So an astronomer decides to set up a website where he calls himself "Dr. Neil," where he tries to sell some books on tinnitus, etc., his main claim to auditory fame being that he has some hearing loss.  Fine with me.  But do you really want to rely on what the man says without investigating it just a wee bit further?

More to the point.  I myself didn't know about Bauman's background until I researched it a bit, which is what anybody who reads anything on the Internet ought to do before accepting it at its face value.  And that's the real message here!

smn
Micky
 #8 

Wise words Dr. Nagler,..and thanks for putting it into perspective,..i always have been a bit of a soft touch , i'm a salesmans dream come true..Micky ..

DrNagler
 #9 
Micky wrote:

Wise words Dr. Nagler

..........

Well, even a broken clock is right twice a day!

OK - ibuprofen.  I personally do not view ibuprofen as ototoxic because it does not cause permanent damage to hair cells or other cochlear structures.  Now it can occasionally cause tinnitus (or cause an exacerbation of tinnitus), but that is reversible upon cessation of the ibuprofen.  And if the tinnitus does not resolve upon cessation of the ibuprofen (or if the exacerbation doesn't settle back down), then it wasn't the ibuprofen that caused it in the first place.

smn
kendaleigh
 #10 
So, may I presume that you would not advise one way or another regarding Glucosamine Dr Nagler?  That RNID thread did bother me somewhat....

I don't want to stray outside of what information you feel comfortable offering on the board.  I'm working on the principle that if you don't ask, you don't receive!

K
DrNagler
 #11 
Kendaleigh posted:

So, may I presume that you would not advise one way or another regarding Glucosamine Dr Nagler?  That RNID thread did bother me somewhat....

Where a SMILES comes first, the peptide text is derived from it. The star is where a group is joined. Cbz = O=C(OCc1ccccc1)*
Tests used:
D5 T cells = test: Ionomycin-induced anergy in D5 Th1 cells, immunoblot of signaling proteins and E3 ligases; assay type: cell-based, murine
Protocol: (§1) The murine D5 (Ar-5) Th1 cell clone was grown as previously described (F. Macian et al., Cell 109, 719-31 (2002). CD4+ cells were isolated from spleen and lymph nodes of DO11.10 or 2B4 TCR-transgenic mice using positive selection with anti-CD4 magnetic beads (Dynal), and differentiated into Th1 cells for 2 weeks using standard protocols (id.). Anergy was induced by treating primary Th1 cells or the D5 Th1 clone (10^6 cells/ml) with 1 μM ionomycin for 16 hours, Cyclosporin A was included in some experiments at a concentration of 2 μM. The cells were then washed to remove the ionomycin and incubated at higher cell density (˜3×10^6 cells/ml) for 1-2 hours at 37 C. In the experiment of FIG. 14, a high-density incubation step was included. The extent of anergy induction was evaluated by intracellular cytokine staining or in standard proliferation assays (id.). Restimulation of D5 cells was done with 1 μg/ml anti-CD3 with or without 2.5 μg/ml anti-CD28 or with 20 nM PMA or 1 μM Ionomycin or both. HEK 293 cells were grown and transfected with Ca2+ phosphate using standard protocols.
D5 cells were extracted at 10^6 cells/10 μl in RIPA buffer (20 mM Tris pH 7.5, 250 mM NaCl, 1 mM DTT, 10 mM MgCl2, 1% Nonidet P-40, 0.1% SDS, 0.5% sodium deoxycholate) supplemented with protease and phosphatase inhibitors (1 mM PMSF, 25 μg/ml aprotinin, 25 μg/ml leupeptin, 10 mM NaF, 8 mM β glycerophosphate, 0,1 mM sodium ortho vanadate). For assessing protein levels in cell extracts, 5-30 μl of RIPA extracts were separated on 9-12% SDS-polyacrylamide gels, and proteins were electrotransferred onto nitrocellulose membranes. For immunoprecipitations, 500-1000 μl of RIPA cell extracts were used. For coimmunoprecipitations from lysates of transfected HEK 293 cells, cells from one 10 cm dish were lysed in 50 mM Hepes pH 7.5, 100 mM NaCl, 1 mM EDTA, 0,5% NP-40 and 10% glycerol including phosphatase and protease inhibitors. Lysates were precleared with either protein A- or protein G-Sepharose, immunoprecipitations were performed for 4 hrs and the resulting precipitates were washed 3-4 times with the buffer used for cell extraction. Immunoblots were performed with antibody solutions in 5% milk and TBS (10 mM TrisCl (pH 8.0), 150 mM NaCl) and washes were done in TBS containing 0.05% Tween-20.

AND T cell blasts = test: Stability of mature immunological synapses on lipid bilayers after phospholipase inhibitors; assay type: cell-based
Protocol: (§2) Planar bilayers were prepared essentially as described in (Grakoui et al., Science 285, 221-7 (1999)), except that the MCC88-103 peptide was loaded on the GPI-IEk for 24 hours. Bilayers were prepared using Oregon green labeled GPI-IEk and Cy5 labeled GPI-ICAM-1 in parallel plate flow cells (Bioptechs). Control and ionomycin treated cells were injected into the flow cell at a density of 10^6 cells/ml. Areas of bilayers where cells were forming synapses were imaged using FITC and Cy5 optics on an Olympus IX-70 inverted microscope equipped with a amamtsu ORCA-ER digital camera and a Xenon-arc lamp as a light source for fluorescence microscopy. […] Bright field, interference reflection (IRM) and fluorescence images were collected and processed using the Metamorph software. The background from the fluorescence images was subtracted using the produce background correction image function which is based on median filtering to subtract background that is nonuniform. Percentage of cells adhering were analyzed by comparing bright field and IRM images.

..........

Sorry, Kenda.  I seem to have accidentally overlooked your question.  My apologies.

OK, here's the first post in that RNID thread that bothers you somewhat:

"I spent a long time thinking about what could have caused my T and the only thing I could think of was that a few months before it started I was taking GS [glucosamine] to help me with my knees."

And then a few others posted that they've been on glucosamine as well.

OK.  Getting back to the post in blue, anybody notice anything interesting about it?

smn 
CPW151
 #12 
OK - ibuprofen.  I personally do not view ibuprofen as ototoxic because it does not cause permanent damage to hair cells or other cochlear structures.  Now it can occasionally cause tinnitus (or cause an exacerbation of tinnitus), but that is reversible upon cessation of the ibuprofen.  And if the tinnitus does not resolve upon cessation of the ibuprofen (or if the exacerbation doesn't settle back down), then it wasn't the ibuprofen that caused it in the first place.

smn

 
OK Doctor,  what about 5 year plus usage of full strength aspirin?

CPW
DrNagler
 #13 
CPW posted:

OK Doctor,  what about 5 year plus usage of full strength aspirin?

.............

Not sure where you're going with this question, CPW.

sp
CPW151
 #14